Control 19: Incident Response and Management
Overview: All organizations should assume that they will eventually face a cyber incident and have an incident response plan in place. Response time and management is critical to reduce the damage of an incident and organizations must identify the necessary processes and personnel ahead of time.
Why It Matters: Organizations that wait for an incident to create a plan will find themselves forced to make decisions quickly and without the proper due diligence. This can lead to that organization facing significantly higher monetary and reputational damage.
How It Works: Create a playbook clearly defining what must be done in the event of a cyber incident. The playbook should include phases such as incident identification, system remediation, system/data restores and a communication plan. The playbook should define roles and responsibilities for internal staff and third-party vendors for a variety of possible incidents.
Create lists of important names and emergency contact information for any party that may play a part in an incident response. Set expectations with third parties and confirm they understand their role in your plan. Prepare for scenarios by conducting tests and involving all necessary parties.
Control 20: Penetration Tests and Red Team Exercises
Overview: Penetration tests and red team exercises can help identify an organization’s possible exploit points from an attacker’s perspective. A form of ethical hacking, penetration testing focuses on select vulnerabilities and leverages actual attacks and tactics used by cybercriminals in efforts to bypass your network security and gain control of your systems and data.
Why It Matters: These tests mimic how a bad actor might attempt to access a network from various attack vectors and identify the extent of possible risks. Internal, external and wireless penetration testing empowers your institution with a holistic picture of your cybersecurity posture while fulfilling compliance requirements.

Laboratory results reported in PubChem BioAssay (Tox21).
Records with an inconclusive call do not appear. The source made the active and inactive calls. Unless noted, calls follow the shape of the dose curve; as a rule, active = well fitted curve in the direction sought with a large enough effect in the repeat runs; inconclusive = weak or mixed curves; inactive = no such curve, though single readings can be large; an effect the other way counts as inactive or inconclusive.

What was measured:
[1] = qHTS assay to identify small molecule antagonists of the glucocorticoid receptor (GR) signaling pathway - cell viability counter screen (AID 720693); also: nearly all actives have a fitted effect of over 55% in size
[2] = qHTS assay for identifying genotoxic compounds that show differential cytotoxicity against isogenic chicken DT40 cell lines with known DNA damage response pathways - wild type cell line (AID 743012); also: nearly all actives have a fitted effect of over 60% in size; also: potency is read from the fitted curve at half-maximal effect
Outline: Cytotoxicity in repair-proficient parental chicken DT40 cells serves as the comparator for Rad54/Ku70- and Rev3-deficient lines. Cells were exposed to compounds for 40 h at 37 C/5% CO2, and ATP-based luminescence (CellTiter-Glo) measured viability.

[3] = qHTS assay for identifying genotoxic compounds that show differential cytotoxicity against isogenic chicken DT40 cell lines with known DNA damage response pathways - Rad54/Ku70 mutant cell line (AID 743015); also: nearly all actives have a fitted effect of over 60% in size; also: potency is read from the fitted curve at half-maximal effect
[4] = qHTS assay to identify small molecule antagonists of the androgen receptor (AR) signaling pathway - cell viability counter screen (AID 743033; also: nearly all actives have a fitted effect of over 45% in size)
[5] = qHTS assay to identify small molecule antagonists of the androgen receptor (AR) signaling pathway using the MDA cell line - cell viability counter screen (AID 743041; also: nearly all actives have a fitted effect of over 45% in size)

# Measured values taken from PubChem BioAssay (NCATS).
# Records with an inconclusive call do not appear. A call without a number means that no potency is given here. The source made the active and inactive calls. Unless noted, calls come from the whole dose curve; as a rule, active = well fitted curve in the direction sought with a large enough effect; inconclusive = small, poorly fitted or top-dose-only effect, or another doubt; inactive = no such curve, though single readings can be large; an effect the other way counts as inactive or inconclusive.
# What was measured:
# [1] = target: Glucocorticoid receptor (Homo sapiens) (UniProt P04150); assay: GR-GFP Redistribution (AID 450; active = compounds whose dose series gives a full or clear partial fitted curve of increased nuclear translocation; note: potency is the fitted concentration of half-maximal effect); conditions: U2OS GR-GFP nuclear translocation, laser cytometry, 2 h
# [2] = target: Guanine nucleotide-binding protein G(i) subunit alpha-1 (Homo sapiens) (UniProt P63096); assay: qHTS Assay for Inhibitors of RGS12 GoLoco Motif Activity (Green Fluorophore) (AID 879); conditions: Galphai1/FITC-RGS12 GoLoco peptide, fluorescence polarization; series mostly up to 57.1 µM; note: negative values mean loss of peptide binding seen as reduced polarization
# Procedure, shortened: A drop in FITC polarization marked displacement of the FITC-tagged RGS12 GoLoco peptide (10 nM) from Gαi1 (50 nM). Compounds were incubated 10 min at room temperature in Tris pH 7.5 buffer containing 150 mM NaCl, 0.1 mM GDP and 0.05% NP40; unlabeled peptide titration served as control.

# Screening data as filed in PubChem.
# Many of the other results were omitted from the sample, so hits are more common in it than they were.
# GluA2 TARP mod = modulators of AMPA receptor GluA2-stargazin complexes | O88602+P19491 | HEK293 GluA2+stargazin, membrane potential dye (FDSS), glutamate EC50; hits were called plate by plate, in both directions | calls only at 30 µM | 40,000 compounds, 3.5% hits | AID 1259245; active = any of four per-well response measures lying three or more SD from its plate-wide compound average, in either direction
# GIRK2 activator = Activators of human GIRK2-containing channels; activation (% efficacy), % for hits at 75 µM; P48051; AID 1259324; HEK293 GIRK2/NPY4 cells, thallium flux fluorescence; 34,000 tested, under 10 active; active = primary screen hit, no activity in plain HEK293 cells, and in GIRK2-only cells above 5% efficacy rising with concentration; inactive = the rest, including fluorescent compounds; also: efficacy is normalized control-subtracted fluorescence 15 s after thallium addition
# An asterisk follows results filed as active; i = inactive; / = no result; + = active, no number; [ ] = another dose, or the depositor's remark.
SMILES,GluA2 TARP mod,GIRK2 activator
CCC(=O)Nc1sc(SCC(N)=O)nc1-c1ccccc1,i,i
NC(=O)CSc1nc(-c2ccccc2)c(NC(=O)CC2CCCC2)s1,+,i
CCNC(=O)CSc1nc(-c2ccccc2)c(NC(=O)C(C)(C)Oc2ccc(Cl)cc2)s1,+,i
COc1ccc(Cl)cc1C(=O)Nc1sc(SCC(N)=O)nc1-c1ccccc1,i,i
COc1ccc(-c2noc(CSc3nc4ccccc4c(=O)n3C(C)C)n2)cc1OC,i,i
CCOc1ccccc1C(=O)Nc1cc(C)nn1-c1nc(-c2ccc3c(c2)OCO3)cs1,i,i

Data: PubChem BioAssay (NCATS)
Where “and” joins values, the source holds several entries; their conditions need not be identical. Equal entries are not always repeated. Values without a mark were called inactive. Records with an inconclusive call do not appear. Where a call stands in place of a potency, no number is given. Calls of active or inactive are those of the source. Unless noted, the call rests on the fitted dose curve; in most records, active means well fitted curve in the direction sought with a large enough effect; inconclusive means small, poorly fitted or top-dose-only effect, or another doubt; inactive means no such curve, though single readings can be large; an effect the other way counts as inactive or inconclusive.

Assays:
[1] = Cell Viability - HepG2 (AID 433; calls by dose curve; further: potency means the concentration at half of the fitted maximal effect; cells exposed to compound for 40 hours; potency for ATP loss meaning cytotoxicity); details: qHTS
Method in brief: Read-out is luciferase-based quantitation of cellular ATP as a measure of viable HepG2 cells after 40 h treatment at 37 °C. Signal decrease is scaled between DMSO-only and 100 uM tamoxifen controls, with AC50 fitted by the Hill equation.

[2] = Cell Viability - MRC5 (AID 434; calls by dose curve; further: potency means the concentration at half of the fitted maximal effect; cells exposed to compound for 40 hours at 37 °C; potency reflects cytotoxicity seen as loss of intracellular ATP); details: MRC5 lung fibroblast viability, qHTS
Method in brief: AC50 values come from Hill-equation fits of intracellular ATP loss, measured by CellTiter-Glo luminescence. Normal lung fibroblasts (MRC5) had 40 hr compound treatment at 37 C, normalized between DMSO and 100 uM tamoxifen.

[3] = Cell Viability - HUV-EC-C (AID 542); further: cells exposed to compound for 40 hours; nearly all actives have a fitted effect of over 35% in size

How It Works: Organizations should hire a firm that will try to exploit and enter the network from all possible angles. This should include internal penetration testing, external penetration testing and social engineering tests. It is important to evaluate the firm performing the test to understand their methods and the attack vectors they will use. These tests will help organizations identify gaps and refine the use of the other 19 CIS Controls.
How to Implement the CIS Controls to Bolster Security
As you work to implement the CIS Controls, keep in mind that you may not be able to immediately implement every component. Implementing and maintaining a framework is an ongoing task and requires an organizational commitment to cyber hygiene. However, each step taken to address gaps in the controls will help your organization reduce attack opportunities and add layers to your protections.
Want more information about effectively implementing the CIS Controls? Watch this on-demand webinar to learn how to maximize utility from the CIS Controls.
Sean Martin is director of Product Strategy, CSI Business Solutions Group for Managed Services. He has worked to establish cybersecurity programs for financial institutions for over 15 years. Previously, Sean has served as Network and Security Operations Manager, Product Manager, and various engineering roles since 2001. In his role, Sean identifies and implements solutions designed to maximize security and profitability for financial institutions. Sean speaks regularly on a variety of financial technology issues, ranging from managed services to IT security best practices.